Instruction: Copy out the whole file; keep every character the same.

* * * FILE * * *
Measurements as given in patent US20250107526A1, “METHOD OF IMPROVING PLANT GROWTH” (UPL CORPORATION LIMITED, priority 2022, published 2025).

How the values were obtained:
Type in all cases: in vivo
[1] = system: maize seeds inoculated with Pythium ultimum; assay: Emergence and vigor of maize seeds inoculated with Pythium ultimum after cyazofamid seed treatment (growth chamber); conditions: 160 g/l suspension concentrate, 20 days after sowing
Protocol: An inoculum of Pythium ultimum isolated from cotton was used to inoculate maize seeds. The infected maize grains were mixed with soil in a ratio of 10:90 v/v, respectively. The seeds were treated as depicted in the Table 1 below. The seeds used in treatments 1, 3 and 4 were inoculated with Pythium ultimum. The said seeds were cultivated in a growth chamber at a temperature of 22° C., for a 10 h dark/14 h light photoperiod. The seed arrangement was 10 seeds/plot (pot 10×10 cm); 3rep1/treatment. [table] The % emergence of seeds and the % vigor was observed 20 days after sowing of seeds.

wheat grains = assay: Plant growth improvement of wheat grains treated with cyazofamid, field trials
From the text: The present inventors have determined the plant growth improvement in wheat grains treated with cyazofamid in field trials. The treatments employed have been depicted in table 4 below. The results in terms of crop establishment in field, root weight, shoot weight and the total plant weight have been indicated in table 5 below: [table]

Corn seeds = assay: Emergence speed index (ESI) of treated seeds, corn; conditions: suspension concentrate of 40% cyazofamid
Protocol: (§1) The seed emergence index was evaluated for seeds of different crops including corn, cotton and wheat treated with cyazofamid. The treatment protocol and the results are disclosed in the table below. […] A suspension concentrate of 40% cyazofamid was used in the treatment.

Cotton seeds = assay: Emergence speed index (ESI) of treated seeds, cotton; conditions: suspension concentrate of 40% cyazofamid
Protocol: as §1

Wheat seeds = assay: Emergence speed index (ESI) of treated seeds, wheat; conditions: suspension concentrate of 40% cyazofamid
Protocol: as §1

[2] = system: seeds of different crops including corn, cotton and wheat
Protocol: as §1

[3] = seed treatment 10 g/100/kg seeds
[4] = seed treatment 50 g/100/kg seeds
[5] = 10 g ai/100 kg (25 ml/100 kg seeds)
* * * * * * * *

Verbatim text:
Measurements as given in patent US20250107526A1, “METHOD OF IMPROVING PLANT GROWTH” (UPL CORPORATION LIMITED, priority 2022, published 2025).

How the values were obtained:
Type in all cases: in vivo
[1] = system: maize seeds inoculated with Pythium ultimum; assay: Emergence and vigor of maize seeds inoculated with Pythium ultimum after cyazofamid seed treatment (growth chamber); conditions: 160 g/l suspension concentrate, 20 days after sowing
Protocol: An inoculum of Pythium ultimum isolated from cotton was used to inoculate maize seeds. The infected maize grains were mixed with soil in a ratio of 10:90 v/v, respectively. The seeds were treated as depicted in the Table 1 below. The seeds used in treatments 1, 3 and 4 were inoculated with Pythium ultimum. The said seeds were cultivated in a growth chamber at a temperature of 22° C., for a 10 h dark/14 h light photoperiod. The seed arrangement was 10 seeds/plot (pot 10×10 cm); 3rep1/treatment. [table] The % emergence of seeds and the % vigor was observed 20 days after sowing of seeds.

wheat grains = assay: Plant growth improvement of wheat grains treated with cyazofamid, field trials
From the text: The present inventors have determined the plant growth improvement in wheat grains treated with cyazofamid in field trials. The treatments employed have been depicted in table 4 below. The results in terms of crop establishment in field, root weight, shoot weight and the total plant weight have been indicated in table 5 below: [table]

Corn seeds = assay: Emergence speed index (ESI) of treated seeds, corn; conditions: suspension concentrate of 40% cyazofamid
Protocol: (§1) The seed emergence index was evaluated for seeds of different crops including corn, cotton and wheat treated with cyazofamid. The treatment protocol and the results are disclosed in the table below. […] A suspension concentrate of 40% cyazofamid was used in the treatment.

Cotton seeds = assay: Emergence speed index (ESI) of treated seeds, cotton; conditions: suspension concentrate of 40% cyazofamid
Protocol: as §1

Wheat seeds = assay: Emergence speed index (ESI) of treated seeds, wheat; conditions: suspension concentrate of 40% cyazofamid
Protocol: as §1

[2] = system: seeds of different crops including corn, cotton and wheat
Protocol: as §1

[3] = seed treatment 10 g/100/kg seeds
[4] = seed treatment 50 g/100/kg seeds
[5] = 10 g ai/100 kg (25 ml/100 kg seeds)